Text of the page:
The Flaky-Crusted Upside of Colonialism

Try Jamaican patties at Suya for a taste of the Caribbean


Susan Burdick

Some dishes practically eat themselves. They’re so self-contained, so tidy, so cute in their “Hi, take me with you!” obligingness.

Jamaican patties (yes, “Jamaican” is part of the name, as in “French toast”) are not patties per se but palm-sized turnovers whose flaky crusts enfold savory fillings. A favorite street food throughout the Caribbean, Jamaican patties are a delicious product of colonialism, descended from that English coal miners’ staple, the Cornish pasty—but with far spicier fillings  and yellower crusts, brightened with turmeric and egg yolk as if to honor the tropical sun. Traveling in Jamaica as a teenager, I tagged these curry-kissed babies “Caribbean knishes.”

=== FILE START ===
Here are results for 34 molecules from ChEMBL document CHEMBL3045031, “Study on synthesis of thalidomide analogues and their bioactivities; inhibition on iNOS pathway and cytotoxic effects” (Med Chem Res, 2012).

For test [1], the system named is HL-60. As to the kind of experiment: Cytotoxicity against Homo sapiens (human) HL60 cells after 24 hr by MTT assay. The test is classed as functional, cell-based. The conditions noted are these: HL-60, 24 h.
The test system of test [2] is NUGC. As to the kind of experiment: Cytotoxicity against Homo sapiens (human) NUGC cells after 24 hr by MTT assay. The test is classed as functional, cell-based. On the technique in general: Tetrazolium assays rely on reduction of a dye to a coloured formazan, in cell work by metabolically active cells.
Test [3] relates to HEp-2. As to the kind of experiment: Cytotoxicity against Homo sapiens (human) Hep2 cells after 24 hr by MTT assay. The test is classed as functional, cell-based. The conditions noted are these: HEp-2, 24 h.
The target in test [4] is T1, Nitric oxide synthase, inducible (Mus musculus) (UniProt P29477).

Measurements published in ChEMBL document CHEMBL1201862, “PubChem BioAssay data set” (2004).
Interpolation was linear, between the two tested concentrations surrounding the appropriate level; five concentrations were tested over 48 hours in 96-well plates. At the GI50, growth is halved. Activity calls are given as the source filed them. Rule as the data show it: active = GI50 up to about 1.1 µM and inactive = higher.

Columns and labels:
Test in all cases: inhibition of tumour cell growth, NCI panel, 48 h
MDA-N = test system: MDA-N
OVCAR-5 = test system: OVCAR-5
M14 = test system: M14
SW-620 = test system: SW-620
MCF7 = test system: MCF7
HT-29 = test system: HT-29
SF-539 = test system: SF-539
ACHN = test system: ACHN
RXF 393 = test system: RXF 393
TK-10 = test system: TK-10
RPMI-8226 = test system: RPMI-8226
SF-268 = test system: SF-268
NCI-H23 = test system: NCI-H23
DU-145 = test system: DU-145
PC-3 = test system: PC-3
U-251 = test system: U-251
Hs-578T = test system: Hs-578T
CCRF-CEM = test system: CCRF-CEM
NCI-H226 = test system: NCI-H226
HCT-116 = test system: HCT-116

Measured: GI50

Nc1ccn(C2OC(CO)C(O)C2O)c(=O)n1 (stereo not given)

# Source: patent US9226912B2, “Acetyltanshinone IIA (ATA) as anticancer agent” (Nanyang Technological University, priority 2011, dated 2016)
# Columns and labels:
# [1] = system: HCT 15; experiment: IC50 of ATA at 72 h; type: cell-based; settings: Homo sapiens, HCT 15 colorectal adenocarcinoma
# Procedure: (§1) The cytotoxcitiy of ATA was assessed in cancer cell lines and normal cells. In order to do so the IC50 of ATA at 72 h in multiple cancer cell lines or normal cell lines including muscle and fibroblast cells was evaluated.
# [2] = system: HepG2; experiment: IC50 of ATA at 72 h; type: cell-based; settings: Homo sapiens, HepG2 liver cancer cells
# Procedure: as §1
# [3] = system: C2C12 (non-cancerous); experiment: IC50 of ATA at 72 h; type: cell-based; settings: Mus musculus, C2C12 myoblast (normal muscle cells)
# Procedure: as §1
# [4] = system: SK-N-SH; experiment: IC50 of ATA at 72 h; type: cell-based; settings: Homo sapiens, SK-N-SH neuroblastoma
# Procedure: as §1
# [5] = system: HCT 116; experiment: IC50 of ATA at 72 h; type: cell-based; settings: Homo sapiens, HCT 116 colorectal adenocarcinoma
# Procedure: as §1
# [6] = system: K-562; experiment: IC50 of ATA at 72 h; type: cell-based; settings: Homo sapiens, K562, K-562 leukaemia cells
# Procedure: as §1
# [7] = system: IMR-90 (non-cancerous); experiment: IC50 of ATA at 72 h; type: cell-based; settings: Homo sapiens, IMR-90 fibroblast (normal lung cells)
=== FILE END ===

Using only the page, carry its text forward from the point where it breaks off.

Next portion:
At Suya African-Caribbean Grill, beef, chicken, and mixed vegetable Jamaican patties join a menu that also includes jerk chicken, roasted plantains, and skewered meats flavored with fiery suya-pepper spice rub. All three fillings are resoundingly satisfying; my favorite is the exquisitely tender, melt-in-your-mouth meatless version. Hot-sweet dipping sauce balances the earthy crustiness.

“We tried to think of the types of street food that we like to buy when we go home to Africa,” says Oakland-born U.C. Berkeley graduate Zain Oke, who opened Suya last year with her Nigerian-born husband Seun Oke in the ebullient dining district now flanking U.C. Berkeley’s West Gate. “We realized that a lot of our favorite African flavors cross over to the Caribbean, which makes sense. Patties are the perfect comfort food. They leave you less guilt-ridden than mac-and-cheese.”

Suya African-Caribbean Grill,  2130 Oxford St., Berkeley, 510-981-8028,

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